Checking media presence error on startup means the computer is attempting to boot from a source it cannot reach. This may happen when the boot file on the hard disk is missing, corrupted, or when the computer attempts to boot from the network and is unable to connect.

Media presence errors almost always require troubleshooting of some sort, and depending on the BIOS settings, it may be as simple as re-ordering the boot priority, or as complicated as recovering a boot file.

Checking Media Presence: Media Present and No Media Present

Checking Media Presence – Media Present:

When you startup your computer and encounter an error that reads: Checking Media Presence followed by the state “media present” you will commonly also find it saying “starting PXE” over IPv4 (internet protocol version four) or IPv6 (internet protocol version six).

PXE stands for “Pre boot Execution Environment” and relates to the checking media presence error because it allows the computer to boot from an internet connection, including a server on a network, before it tries to booting the operating system on the local hard disk drive.

To understand the significance of PXE to the boot process, it is necessary to define the following terms:

  • NIC – stands for Network Interface Card, and it is an expansion card installed on the motherboard which allows the computer to connect to a network. It is designed for a specific type of network and protocol.
  • LAN – stands for Local Area Network and is a computer network covering a relatively small area: a room, a building, or small group of buildings. Even though LAN’s are small, multiple LAN’s can be connected to one another.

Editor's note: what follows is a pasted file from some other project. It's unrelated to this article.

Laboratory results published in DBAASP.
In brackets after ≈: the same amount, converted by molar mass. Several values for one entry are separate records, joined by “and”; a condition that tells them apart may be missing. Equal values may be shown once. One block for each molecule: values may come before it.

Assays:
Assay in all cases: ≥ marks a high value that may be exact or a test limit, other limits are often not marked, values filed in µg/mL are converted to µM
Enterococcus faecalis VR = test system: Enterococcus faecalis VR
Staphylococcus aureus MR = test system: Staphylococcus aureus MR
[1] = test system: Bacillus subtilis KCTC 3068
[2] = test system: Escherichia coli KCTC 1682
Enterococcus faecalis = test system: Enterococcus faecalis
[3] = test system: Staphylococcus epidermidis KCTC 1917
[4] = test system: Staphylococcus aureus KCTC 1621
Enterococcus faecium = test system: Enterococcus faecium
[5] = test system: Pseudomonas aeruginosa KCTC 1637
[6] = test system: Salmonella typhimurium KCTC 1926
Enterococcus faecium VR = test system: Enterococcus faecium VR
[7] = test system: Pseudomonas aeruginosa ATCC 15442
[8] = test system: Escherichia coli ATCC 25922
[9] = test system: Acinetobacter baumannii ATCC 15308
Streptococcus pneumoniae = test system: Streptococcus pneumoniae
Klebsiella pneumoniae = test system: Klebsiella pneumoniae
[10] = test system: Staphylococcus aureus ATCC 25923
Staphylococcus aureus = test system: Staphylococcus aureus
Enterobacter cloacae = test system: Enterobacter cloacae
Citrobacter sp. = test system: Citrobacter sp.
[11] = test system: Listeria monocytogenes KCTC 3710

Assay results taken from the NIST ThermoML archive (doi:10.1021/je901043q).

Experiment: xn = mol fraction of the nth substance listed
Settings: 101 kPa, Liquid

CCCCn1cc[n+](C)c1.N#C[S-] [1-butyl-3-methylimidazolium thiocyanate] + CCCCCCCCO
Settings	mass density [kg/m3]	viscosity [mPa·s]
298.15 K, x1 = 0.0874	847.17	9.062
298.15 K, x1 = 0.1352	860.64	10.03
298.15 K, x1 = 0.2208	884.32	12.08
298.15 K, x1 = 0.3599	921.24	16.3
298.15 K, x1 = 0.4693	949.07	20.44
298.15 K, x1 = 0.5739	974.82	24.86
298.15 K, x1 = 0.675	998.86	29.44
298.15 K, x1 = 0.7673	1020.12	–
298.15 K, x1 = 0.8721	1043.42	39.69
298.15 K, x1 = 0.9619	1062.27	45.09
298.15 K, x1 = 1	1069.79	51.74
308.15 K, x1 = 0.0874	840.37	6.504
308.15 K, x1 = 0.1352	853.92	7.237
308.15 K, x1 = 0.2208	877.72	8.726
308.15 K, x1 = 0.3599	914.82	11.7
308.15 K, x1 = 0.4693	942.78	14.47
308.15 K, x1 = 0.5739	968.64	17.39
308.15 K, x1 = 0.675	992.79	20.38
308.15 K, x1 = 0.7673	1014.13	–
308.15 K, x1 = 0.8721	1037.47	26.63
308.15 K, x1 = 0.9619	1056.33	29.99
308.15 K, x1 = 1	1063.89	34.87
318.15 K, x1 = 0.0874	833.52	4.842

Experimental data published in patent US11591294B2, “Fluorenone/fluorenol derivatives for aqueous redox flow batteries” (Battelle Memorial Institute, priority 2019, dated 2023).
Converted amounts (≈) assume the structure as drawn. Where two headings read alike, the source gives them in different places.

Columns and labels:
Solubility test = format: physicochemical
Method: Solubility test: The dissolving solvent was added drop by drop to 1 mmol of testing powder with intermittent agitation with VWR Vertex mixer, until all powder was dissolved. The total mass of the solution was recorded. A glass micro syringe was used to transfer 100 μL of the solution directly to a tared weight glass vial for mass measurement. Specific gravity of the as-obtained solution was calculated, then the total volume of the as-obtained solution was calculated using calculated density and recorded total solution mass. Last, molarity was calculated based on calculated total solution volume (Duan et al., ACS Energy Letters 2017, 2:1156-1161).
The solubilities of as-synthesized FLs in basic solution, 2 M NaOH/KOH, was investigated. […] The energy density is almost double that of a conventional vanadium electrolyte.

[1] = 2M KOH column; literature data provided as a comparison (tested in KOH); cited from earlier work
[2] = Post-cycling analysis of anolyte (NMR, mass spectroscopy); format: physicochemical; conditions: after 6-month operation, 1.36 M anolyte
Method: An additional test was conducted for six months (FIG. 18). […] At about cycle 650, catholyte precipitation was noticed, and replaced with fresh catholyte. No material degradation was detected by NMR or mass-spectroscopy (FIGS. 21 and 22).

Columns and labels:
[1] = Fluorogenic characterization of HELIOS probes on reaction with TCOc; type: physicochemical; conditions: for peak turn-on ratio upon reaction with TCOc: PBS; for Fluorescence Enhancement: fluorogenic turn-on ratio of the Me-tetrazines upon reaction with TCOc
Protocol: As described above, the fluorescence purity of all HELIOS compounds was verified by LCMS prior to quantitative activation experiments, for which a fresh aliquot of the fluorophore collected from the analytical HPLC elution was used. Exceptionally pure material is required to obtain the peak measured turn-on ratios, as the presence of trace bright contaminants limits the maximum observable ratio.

• Jumper – A jumper is a small connector which fits over protruding pins on the motherboard, and can be used to configure different parameters on the board

A PXE-enabled workstation uses a jumper to connect the NIC directly to the LAN. This keeps the workstation connected to the network at all times, even when the power to the machine is off.

Having a computer boot using PXE is useful in situations where an administrator must frequently interact with machines on a remote basis. The network administrator does not have to visit each specific workstation physically and be present to manually initiate the boot process. Software solutions including operating systems and diagnostic tools can be loaded onto the device from a server on the network.

If you have a home environment where you do not routinely use the remote functionalities of a pre boot execution environment, having the computer boot from PXE should be the last priority in the BIOS.